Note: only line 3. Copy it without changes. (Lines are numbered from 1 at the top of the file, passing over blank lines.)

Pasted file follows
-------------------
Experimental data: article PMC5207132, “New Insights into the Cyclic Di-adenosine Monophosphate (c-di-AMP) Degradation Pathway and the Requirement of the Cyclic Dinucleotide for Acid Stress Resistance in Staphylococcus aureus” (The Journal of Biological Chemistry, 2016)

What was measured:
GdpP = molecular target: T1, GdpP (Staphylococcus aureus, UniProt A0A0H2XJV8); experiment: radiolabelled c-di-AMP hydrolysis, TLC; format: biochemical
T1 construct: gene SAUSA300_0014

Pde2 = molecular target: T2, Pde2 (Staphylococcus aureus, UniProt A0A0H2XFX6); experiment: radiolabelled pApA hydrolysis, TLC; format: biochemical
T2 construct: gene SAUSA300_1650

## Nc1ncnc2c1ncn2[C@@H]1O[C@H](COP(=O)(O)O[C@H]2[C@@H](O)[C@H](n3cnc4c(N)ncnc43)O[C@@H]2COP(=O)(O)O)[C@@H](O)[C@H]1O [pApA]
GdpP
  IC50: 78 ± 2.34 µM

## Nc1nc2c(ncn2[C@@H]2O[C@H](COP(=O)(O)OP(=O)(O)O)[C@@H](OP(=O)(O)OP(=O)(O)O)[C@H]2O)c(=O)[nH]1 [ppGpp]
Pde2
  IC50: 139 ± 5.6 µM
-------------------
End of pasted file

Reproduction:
GdpP = molecular target: T1, GdpP (Staphylococcus aureus, UniProt A0A0H2XJV8); experiment: radiolabelled c-di-AMP hydrolysis, TLC; format: biochemical